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indra Singh and Sons Private Ltd. Vs. Commissioner of Income-tax - Court Judgment

LegalCrystal Citation
SubjectDirect Taxation
CourtKolkata High Court
Decided On
Case NumberIncome-tax Reference No. 87 of 1977
Judge
Reported in[1979]119ITR80(Cal)
ActsCompanies (Profits) Surtax Act, 1964 - Section 13 - Schedule - Rule 4; ;Income Tax Act, 1961 - Section 80I
Appellantindra Singh and Sons Private Ltd.
RespondentCommissioner of Income-tax
Appellant AdvocateS.R.Banerjee, ;Souren Mukherjee and ;D.C. Nandi, Advs.
Respondent AdvocateAjit Sengupta and ;Prabir Majumdar, Advs.
Cases ReferredT.S. Balaram v. Volkart Bros.
Excerpt:
- .....of surtax under the c. (p.) s.t. act, 1964. in the assessment proceedings, the itodetermined the total income of the assessee for the relevant previous year at rs. 27,65,443 after allowing a deduction of rs, 1,59,240 under section 80-i of the i.t. act, 1961. the said sum of rs. 1,59,240 represented 8% of the assessee's profits attributable to its priority industry.3. in the assessment of the assessee for the same assessment year under the c. (p.) s.t. act, 1964, the ito computed its capital in accordance with the second schedule to the act for the purpose of determining the statutory deduction to be allowed from the chargeable profits. rule 4 of the second schedule to the said act requires that where a part of the income, profits and gains of a company is not includible in the total.....
Judgment:

Deb, J.

1. This reference under Section 256(1) of the I.T. Act, 1961, read with Section 13 of the Companies (Profits) Surtax Act, 1964, relates to the assessment year 1970-71.

2. The assessee is company to which Section 80-I of the 1961 Act applies. The chargeable profits of the assessee were subject to the levy of surtax under the C. (P.) S.T. Act, 1964. In the assessment proceedings, the ITOdetermined the total income of the assessee for the relevant previous year at Rs. 27,65,443 after allowing a deduction of Rs, 1,59,240 under Section 80-I of the I.T. Act, 1961. The said sum of Rs. 1,59,240 represented 8% of the assessee's profits attributable to its priority industry.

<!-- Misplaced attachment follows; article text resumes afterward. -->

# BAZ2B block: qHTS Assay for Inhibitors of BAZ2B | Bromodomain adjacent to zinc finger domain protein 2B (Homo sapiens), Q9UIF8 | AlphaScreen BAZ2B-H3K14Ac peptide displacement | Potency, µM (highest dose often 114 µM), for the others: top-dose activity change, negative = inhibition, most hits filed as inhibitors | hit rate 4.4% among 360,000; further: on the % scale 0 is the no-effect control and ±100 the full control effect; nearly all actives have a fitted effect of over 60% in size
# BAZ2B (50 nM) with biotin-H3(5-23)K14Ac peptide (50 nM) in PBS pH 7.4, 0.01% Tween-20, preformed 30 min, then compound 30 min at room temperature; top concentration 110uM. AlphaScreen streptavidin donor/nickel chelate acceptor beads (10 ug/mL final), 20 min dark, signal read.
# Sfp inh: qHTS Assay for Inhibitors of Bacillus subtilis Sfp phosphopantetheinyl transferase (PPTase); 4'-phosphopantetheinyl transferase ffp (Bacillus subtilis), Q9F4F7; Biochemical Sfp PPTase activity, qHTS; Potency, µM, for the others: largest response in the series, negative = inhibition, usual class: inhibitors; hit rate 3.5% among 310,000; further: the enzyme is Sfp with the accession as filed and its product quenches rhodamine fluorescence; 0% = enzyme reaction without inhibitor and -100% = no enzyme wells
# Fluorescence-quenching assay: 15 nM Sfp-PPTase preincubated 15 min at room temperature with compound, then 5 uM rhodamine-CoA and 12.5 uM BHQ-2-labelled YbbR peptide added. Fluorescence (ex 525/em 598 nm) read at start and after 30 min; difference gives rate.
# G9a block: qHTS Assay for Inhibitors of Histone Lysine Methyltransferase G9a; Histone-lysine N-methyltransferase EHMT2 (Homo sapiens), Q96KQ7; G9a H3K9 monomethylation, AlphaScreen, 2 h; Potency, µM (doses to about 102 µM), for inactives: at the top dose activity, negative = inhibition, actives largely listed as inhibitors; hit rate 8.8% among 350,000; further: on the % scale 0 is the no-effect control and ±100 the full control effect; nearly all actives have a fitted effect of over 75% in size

3. In the assessment of the assessee for the same assessment year under the C. (P.) S.T. Act, 1964, the ITO computed its capital in accordance with the Second Schedule to the Act for the purpose of determining the statutory deduction to be allowed from the chargeable profits. Rule 4 of the Second Schedule to the said Act requires that where a part of the income, profits and gains of a company is not includible in the total income as computed under the I.T. Act, its capital shall be the sum ascertained in accordance with Rules 1, 2 and 3 of the said Schedule as diminished by an amount which bears to that sum the same proportion as the amount of the aforesaid income, profits and gains bears to the total amount of its income, profits and gains.

4. But in computing the capital of the company for the purpose of determining the statutory deduction, the ITO did not make any appropriate deductions under the aforesaid Rule 4 with respect to the aforesaid sum of Rs. 1,59,240 which was allowed as a deduction in the income-tax assessment under Section 80-I of the I.T. Act, 1961, in computing the total income of the assessee. Later on, the successor-ITO purported to rectify the surtax assessment under Section 13 of that Act. He computed the capital of the assessee by making a proportionate reduction therefrom under Rule 4 of the Second Schedule with reference to the sum of Rs. 1,59,240 representing the relief granted in this income-tax assessment under Section 80-I of the I.T. Act, 1961. He did so in the view that not making such proportionate reduction of capital under Rule 4 of the Second Schedule to the Surtax Act in the assessment was a mistake apparent from the record, which could be rectified under Section 13 of the said Act, This resulted in enhancement of the net chargeable profits and of the surtax payable by the assessee.